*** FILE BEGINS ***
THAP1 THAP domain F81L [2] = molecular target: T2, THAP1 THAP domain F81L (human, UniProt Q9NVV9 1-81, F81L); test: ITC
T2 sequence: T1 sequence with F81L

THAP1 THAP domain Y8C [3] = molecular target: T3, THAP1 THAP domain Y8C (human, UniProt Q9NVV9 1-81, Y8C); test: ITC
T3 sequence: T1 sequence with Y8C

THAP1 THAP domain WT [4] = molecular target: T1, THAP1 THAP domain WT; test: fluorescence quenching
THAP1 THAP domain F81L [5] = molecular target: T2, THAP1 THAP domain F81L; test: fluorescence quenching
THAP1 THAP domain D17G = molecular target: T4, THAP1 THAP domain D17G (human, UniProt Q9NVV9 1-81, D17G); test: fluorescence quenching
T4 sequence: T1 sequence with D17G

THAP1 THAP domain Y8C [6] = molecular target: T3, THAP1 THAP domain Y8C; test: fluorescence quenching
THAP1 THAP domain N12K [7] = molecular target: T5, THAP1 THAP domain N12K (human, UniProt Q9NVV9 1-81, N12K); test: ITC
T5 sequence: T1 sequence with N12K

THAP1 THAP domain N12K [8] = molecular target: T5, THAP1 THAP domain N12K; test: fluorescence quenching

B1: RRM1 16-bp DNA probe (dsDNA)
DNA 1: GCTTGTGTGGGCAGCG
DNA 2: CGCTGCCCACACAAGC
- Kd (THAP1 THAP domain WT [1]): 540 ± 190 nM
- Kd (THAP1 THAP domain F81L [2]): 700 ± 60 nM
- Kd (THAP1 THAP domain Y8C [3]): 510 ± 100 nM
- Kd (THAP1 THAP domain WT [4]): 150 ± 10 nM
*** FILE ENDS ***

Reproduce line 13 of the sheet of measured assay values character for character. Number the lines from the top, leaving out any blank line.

B1: RRM1 16-bp DNA probe (dsDNA)